The Worst Thing About Facebook Is That It Doesn’t Let Us Forget

Next month, a representative from Facebook will testify before Congress about the social network’s role in spreading Russian misinformation during the 2016 US presidential election. In anticipation, Sheryl Sandberg, Facebook’s chief operating officer, is on a public relations campaign to convince the world that Facebook is good for democracy.

As a part of that tour, Sandberg sat down this week with the news organization Axios and answered a series of questions about Facebook from journalist Mike Allen. At one point, Allen asked Sandberg whether Facebook’s News Feed creates “filter bubbles,” echo chambers in which users only receive information that validates their preexisting viewpoints.

In response, Sandberg explained something we all understand to be true about Facebook. “Here’s what we know: What Facebook does is increases our ability to stay in touch with our weak ties,” she began, referring to a term sociologists coined to describe relationships we have that aren’t emotionally close. A weak tie is the guy who cuts your hair, or the barista you always buy coffee from, for example. They’re people you know and are friendly with, but who you wouldn’t call in a crisis.

“Without Facebook I wouldn’t hear from my high school friends very much,” Sandberg went on. “Facebook increases my awareness of them and their views.”

She’s right. Facebook is designed so you never forget anyone. Part of the unique hell of the social network is scrolling through our News Feeds and reading updates from people once relevant to our lives who have since faded into near-obscurity. I’ve been on Facebook for nearly a decade, and despite an extensive post-high school unfriending spree, I have still accumulated, in total, 752 friends. Most of my peers have far more; one close friend has nearly 2,000.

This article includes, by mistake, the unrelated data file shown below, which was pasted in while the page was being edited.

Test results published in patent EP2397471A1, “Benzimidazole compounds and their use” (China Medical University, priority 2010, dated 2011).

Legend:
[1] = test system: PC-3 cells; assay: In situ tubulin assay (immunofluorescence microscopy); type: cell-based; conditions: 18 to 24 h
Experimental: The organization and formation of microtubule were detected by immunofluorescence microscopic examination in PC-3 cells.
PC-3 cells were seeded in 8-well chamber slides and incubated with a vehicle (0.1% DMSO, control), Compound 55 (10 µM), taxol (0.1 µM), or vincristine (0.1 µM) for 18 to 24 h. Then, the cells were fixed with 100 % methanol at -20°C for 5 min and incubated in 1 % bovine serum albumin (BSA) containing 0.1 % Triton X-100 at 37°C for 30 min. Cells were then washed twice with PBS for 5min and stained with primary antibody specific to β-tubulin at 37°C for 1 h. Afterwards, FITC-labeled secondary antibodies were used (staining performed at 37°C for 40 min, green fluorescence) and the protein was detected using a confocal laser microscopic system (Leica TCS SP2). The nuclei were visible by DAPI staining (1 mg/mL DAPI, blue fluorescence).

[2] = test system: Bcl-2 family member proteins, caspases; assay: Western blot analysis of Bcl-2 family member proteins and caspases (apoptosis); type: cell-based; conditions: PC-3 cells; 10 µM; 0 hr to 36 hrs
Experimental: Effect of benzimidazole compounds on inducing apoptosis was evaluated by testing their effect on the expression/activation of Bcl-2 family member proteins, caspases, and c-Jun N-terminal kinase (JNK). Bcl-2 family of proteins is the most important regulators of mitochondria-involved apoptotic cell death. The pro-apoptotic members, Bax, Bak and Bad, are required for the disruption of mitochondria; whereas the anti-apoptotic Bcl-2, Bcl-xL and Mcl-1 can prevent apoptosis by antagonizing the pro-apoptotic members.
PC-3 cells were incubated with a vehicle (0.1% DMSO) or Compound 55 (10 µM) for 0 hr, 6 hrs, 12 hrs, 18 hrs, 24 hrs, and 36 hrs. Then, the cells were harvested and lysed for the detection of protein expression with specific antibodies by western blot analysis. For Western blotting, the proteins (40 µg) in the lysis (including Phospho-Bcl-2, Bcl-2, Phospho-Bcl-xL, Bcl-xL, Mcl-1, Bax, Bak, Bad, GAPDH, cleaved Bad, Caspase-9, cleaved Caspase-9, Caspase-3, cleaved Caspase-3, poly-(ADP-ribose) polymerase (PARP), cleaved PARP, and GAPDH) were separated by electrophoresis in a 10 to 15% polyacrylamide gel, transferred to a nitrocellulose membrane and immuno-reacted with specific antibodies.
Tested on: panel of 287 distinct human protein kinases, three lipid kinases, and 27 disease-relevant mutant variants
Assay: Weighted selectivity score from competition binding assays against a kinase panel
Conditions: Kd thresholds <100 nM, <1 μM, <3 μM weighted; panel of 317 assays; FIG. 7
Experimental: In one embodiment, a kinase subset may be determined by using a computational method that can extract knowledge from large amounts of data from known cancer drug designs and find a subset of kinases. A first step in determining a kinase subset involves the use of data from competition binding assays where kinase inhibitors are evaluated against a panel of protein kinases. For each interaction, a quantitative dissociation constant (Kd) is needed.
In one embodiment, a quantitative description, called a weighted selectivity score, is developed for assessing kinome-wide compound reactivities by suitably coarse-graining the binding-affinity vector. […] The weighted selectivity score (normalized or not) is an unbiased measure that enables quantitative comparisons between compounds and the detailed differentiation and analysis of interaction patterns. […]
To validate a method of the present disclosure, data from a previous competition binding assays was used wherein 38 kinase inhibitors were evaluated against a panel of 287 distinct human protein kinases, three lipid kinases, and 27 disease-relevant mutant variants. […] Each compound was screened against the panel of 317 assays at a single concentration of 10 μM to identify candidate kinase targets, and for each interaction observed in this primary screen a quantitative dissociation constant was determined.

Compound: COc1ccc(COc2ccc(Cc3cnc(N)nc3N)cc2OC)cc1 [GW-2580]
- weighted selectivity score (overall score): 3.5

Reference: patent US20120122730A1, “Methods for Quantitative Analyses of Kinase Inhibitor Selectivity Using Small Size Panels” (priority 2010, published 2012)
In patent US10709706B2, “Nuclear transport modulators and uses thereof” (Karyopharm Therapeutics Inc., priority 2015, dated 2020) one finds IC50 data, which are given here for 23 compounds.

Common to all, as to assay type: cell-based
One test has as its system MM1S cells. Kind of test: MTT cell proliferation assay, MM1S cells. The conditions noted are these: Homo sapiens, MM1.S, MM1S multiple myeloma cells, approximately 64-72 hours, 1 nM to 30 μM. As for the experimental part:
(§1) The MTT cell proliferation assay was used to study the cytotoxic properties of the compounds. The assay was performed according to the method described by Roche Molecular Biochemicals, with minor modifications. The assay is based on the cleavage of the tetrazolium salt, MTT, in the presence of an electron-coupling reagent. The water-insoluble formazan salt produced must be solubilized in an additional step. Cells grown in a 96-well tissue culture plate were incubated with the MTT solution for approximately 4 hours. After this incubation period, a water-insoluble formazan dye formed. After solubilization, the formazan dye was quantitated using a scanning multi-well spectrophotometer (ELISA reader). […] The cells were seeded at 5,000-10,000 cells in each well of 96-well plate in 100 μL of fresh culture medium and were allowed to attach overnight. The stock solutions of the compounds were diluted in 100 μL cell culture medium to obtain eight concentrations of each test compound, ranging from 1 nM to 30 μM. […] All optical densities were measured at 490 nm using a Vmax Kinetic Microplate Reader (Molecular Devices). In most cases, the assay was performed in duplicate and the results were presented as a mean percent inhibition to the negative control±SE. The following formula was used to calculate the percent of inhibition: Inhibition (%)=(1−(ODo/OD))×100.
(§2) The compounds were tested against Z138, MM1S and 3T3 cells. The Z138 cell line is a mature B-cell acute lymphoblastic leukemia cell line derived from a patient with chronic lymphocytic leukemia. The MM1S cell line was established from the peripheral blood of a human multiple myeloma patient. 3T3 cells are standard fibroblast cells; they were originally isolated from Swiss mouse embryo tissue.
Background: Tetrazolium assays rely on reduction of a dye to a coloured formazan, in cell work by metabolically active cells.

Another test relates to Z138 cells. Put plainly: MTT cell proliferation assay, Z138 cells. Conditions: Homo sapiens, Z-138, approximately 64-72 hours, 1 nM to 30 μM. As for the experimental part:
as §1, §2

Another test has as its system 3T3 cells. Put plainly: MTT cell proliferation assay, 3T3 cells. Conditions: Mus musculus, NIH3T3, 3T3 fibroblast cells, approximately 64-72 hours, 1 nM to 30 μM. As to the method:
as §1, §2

Keeping up with hundreds of weak ties on Facebook doesn’t make me feel more connected to the world, though. It’s exhausting. Is it unhealthy for me to know that a girl from my freshman year English class has broken up with her latest boyfriend? Probably. I don’t see the utility in collecting acquaintances like boxes in an attic.

I hate that Facebook compels me to be invested in the lives of people I have no business caring about. Instead of spending time with the people I do know and love, I often catch myself getting upset about a racist post someone I haven’t seen in a decade put on Facebook.

At this point, my Facebook account is so old that I often come across updates from people I no longer recognize. Part of the problem is the algorithm that powers Facebook’s News Feed now overly prioritizes video. Instead of all kinds of posts from people I only sort of know, I mostly now see videos they’ve shared.

To Facebook’s credit, it’s not hard to change who you see on your News Feed. The social network has a feature that lets you “unfollow” friends so you’ll no longer see their posts unless you go directly to their profile. Facebook is also testing a more subtle version, which temporarily “snoozes” a person.

I have “unfollowed” some of my Facebook friends using the feature in the past, and a very strange thing occurred. I found that I often forgot about their existence entirely, until their name resurfaced again for one reason or another, usually in real life.

Each time this has happened, I’m reminded of the mental space that people I wasn’t close to were occupying when I followed them. Without even realizing it, Facebook was causing me to passively keep up with their lives, even though I never spoke to them personally. I don’t miss anyone I’ve unfollowed.

I could, without much effort, unfollow hundreds more of my Facebook friends, and design a News Feed that only delivered information about the people I am close to, not the weak ties. If I did that though, I would be going against what Sandberg thinks is a purpose of Facebook.

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